The resulting view shows a schematic of Waller Creek from near Highland Mall to the Colorado River. This is the main geometric data editing window. The tick marks and corresponding numbers denote individual cross-sections. Choices under the View menu provide for zoom and pan tools. The six buttons on the left side of the screen are used to input and edit geometric data. The and buttons are used to create the reach schematic. A reach is simply a subsection of a river, and a junction occurs at the confluence of two rivers. Since our reach schematic is already defined, we have no need to use these buttons. The , , and buttons are used to input and edit geometric descriptions for cross-sections, and hydraulic structures such as bridges, culverts, and weirs. The allows you to associate an image file (photograph) with a particular cross-section. Click on the button to open the cross-section data window:
The data used to describe the cross-sections include the river station/cross-section number
(32093 in the figure), lateral and elevation coordinates for each terrain point (station &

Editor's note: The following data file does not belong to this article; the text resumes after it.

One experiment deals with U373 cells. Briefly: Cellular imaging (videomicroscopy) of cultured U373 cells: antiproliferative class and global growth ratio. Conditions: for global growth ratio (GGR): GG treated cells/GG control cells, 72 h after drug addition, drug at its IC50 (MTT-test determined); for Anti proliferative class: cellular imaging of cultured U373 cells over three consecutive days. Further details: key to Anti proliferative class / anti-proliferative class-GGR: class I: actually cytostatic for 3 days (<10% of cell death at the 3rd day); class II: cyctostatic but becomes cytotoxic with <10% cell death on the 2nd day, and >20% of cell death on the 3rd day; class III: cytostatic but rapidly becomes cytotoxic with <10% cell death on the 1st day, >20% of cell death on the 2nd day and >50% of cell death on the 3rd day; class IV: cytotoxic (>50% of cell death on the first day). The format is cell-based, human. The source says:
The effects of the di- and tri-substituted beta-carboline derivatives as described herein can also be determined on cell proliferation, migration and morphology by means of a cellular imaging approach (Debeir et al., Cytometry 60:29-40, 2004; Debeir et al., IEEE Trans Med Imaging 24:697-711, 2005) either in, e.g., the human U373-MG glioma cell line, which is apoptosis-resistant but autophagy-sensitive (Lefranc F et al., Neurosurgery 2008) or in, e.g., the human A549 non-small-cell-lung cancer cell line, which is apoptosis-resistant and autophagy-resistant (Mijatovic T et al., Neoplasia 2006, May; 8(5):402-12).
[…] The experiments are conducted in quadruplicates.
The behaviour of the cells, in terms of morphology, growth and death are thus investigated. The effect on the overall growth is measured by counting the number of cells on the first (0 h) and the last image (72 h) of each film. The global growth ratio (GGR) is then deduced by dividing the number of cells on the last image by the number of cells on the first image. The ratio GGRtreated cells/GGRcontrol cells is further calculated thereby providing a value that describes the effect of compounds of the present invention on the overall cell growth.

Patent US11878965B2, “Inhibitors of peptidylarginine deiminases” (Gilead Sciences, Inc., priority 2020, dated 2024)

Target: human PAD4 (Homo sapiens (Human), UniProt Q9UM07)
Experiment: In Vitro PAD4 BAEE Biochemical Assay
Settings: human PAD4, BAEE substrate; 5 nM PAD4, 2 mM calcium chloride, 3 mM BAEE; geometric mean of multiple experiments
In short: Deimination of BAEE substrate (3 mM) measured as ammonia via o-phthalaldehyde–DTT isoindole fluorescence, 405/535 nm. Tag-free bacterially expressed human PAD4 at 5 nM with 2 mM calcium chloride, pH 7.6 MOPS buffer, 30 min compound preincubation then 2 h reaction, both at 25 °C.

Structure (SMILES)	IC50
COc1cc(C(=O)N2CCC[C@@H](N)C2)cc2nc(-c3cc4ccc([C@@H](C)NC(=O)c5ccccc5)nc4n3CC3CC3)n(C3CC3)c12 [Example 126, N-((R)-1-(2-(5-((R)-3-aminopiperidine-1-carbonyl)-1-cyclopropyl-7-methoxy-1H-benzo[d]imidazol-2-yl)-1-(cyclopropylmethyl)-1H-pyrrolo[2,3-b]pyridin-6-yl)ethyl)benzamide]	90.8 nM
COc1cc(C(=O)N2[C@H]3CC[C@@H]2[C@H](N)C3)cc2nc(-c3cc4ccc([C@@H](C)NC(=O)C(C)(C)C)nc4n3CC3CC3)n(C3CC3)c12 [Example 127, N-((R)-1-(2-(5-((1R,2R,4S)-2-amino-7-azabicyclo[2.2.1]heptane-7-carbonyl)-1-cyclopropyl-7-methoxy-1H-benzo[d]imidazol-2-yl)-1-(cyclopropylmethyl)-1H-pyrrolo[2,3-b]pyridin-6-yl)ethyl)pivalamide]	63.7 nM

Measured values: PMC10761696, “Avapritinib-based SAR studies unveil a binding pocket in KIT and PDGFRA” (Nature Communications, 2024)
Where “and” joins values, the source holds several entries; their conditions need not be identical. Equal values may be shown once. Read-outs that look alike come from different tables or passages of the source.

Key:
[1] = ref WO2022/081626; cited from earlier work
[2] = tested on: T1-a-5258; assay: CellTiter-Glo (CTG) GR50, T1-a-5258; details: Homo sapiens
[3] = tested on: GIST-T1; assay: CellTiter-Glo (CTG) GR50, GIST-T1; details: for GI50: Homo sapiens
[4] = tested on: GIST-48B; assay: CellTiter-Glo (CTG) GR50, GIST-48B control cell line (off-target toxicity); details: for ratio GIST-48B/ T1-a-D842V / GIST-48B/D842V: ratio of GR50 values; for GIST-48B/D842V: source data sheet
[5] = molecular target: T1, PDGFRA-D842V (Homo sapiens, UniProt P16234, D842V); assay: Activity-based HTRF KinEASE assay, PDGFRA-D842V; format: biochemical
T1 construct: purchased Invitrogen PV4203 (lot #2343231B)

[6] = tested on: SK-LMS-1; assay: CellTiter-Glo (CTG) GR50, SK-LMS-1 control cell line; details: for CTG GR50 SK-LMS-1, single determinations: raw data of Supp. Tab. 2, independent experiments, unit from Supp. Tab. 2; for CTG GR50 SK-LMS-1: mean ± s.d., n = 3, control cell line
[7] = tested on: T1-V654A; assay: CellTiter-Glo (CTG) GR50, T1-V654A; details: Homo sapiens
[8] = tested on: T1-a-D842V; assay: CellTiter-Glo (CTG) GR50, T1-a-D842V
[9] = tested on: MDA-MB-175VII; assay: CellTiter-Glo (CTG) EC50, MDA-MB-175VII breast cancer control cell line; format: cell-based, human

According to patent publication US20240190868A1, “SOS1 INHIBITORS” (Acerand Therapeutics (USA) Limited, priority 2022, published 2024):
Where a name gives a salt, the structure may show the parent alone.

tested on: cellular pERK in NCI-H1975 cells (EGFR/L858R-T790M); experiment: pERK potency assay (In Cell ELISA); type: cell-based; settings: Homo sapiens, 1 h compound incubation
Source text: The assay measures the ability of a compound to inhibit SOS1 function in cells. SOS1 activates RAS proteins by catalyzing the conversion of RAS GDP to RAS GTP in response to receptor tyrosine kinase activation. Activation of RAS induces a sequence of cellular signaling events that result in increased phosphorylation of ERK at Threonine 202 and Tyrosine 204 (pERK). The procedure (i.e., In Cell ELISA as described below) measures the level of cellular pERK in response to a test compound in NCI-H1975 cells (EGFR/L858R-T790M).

elevation columns), Manning's roughness coefficients (nVal), reach lengths between adjacent
cross-sections, left and right bank station, and channel contraction and expansion coefficients.
These data are typically obtained by field surveys. The buttons can be
used to toggle between different cross-sections. Use them to scroll to cross-section 26780.
To edit data, simply double-click on the field of interest. As an example, double-click on
station 779, change the value to 778, and hit the enter key. You may notice that this action
caused all of the the data fields to turn red and it enabled the "Apply Data" button. Whenever
you see input data colored red in HEC-RAS, it means that you are in edit mode. There are two ways
to leave the edit mode (you can do whichever you like):